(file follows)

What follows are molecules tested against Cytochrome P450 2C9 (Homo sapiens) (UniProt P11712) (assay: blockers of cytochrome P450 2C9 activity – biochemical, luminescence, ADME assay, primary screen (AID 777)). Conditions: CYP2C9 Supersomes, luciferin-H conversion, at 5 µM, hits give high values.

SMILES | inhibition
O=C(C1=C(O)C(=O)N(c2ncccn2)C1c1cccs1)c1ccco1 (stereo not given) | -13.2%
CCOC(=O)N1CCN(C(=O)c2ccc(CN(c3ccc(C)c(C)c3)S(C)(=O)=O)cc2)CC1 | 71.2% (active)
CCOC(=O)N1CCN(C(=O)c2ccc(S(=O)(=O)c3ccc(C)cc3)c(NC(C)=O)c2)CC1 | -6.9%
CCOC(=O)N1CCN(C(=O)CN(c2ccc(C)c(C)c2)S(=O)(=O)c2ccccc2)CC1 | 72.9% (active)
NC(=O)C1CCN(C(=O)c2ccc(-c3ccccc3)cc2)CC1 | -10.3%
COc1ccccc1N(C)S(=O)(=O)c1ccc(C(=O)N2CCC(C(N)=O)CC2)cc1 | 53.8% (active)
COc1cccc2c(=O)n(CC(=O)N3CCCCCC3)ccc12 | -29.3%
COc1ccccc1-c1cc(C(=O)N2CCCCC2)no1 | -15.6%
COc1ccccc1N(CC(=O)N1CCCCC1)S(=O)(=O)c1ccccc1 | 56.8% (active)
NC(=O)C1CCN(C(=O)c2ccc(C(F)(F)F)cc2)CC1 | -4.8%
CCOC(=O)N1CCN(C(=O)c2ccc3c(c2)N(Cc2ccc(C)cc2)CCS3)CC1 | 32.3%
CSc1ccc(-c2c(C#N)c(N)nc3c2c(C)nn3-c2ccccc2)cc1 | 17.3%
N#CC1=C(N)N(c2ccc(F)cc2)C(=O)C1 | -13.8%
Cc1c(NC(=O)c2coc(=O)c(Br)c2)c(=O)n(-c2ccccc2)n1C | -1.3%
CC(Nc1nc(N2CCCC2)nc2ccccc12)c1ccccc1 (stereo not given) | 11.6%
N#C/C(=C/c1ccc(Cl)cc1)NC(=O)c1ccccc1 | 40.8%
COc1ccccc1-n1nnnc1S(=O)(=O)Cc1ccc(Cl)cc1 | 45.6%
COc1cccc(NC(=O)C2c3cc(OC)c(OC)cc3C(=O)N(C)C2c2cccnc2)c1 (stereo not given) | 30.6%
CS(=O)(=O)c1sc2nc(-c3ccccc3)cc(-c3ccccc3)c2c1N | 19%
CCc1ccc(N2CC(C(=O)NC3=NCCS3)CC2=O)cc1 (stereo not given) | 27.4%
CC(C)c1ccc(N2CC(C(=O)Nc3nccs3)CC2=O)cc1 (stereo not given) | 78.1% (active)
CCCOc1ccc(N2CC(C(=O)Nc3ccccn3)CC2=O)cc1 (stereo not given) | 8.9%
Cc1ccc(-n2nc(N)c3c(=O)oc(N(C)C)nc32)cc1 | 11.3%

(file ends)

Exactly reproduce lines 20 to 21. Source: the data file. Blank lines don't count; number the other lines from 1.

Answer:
COc1cccc(NC(=O)C2c3cc(OC)c(OC)cc3C(=O)N(C)C2c2cccnc2)c1 (stereo not given) | 30.6%
CS(=O)(=O)c1sc2nc(-c3ccccc3)cc(-c3ccccc3)c2c1N | 19%